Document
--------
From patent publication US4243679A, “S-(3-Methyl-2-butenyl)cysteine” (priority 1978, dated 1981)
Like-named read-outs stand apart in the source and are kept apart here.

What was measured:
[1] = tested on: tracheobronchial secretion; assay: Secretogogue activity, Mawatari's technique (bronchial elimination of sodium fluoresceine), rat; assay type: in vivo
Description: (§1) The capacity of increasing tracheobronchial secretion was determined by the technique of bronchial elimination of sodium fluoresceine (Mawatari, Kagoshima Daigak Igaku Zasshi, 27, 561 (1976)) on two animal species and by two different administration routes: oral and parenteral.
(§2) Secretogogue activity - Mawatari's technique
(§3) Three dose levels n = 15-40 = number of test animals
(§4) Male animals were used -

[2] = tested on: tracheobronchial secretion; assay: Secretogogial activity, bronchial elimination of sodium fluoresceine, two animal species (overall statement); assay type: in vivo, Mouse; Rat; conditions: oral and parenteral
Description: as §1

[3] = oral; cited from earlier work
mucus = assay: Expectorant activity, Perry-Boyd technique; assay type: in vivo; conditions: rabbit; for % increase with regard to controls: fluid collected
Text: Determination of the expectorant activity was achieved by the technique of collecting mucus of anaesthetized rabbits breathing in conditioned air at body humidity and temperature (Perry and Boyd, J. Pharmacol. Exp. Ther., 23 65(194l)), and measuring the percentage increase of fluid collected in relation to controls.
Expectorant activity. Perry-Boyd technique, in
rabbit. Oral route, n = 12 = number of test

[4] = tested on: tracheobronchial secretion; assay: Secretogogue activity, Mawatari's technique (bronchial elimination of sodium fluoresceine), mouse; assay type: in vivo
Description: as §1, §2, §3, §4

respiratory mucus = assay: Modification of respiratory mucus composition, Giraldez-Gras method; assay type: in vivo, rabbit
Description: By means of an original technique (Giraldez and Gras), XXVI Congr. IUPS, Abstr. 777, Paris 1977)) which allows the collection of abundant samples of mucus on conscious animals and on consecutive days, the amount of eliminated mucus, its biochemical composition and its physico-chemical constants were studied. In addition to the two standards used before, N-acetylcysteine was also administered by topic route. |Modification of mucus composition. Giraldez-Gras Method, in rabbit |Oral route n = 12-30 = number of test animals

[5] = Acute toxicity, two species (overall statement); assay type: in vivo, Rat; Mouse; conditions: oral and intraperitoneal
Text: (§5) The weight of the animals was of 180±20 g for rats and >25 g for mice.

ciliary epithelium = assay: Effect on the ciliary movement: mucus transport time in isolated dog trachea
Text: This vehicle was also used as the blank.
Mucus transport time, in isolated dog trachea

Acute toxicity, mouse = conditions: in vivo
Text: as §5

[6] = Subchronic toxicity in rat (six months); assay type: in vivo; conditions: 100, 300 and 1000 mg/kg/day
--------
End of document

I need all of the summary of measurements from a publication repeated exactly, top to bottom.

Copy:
From patent publication US4243679A, “S-(3-Methyl-2-butenyl)cysteine” (priority 1978, dated 1981)
Like-named read-outs stand apart in the source and are kept apart here.

What was measured:
[1] = tested on: tracheobronchial secretion; assay: Secretogogue activity, Mawatari's technique (bronchial elimination of sodium fluoresceine), rat; assay type: in vivo
Description: (§1) The capacity of increasing tracheobronchial secretion was determined by the technique of bronchial elimination of sodium fluoresceine (Mawatari, Kagoshima Daigak Igaku Zasshi, 27, 561 (1976)) on two animal species and by two different administration routes: oral and parenteral.
(§2) Secretogogue activity - Mawatari's technique
(§3) Three dose levels n = 15-40 = number of test animals
(§4) Male animals were used -

[2] = tested on: tracheobronchial secretion; assay: Secretogogial activity, bronchial elimination of sodium fluoresceine, two animal species (overall statement); assay type: in vivo, Mouse; Rat; conditions: oral and parenteral
Description: as §1

[3] = oral; cited from earlier work
mucus = assay: Expectorant activity, Perry-Boyd technique; assay type: in vivo; conditions: rabbit; for % increase with regard to controls: fluid collected
Text: Determination of the expectorant activity was achieved by the technique of collecting mucus of anaesthetized rabbits breathing in conditioned air at body humidity and temperature (Perry and Boyd, J. Pharmacol. Exp. Ther., 23 65(194l)), and measuring the percentage increase of fluid collected in relation to controls.
Expectorant activity. Perry-Boyd technique, in
rabbit. Oral route, n = 12 = number of test

[4] = tested on: tracheobronchial secretion; assay: Secretogogue activity, Mawatari's technique (bronchial elimination of sodium fluoresceine), mouse; assay type: in vivo
Description: as §1, §2, §3, §4

respiratory mucus = assay: Modification of respiratory mucus composition, Giraldez-Gras method; assay type: in vivo, rabbit
Description: By means of an original technique (Giraldez and Gras), XXVI Congr. IUPS, Abstr. 777, Paris 1977)) which allows the collection of abundant samples of mucus on conscious animals and on consecutive days, the amount of eliminated mucus, its biochemical composition and its physico-chemical constants were studied. In addition to the two standards used before, N-acetylcysteine was also administered by topic route. |Modification of mucus composition. Giraldez-Gras Method, in rabbit |Oral route n = 12-30 = number of test animals

[5] = Acute toxicity, two species (overall statement); assay type: in vivo, Rat; Mouse; conditions: oral and intraperitoneal
Text: (§5) The weight of the animals was of 180±20 g for rats and >25 g for mice.

ciliary epithelium = assay: Effect on the ciliary movement: mucus transport time in isolated dog trachea
Text: This vehicle was also used as the blank.
Mucus transport time, in isolated dog trachea

Acute toxicity, mouse = conditions: in vivo
Text: as §5

[6] = Subchronic toxicity in rat (six months); assay type: in vivo; conditions: 100, 300 and 1000 mg/kg/day